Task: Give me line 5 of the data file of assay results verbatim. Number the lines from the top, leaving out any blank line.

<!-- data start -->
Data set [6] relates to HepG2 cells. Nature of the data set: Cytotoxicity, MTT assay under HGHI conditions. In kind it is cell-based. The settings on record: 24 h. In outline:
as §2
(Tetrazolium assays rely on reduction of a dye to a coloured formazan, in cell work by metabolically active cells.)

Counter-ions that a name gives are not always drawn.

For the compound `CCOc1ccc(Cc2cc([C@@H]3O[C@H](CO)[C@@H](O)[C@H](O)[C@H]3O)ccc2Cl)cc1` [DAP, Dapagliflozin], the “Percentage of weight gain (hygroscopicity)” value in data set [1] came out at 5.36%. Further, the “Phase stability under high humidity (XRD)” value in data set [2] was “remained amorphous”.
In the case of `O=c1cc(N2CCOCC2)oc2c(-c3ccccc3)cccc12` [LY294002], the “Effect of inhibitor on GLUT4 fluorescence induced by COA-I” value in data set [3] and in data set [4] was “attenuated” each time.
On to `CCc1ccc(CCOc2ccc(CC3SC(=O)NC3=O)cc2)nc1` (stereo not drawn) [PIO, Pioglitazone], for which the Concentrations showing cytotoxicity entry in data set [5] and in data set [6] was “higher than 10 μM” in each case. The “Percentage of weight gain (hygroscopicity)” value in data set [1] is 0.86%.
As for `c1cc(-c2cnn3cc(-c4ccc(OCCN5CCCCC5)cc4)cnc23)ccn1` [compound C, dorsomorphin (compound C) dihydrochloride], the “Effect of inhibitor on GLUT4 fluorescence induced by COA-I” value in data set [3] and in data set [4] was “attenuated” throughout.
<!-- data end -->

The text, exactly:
For the compound `CCOc1ccc(Cc2cc([C@@H]3O[C@H](CO)[C@@H](O)[C@H](O)[C@H]3O)ccc2Cl)cc1` [DAP, Dapagliflozin], the “Percentage of weight gain (hygroscopicity)” value in data set [1] came out at 5.36%. Further, the “Phase stability under high humidity (XRD)” value in data set [2] was “remained amorphous”.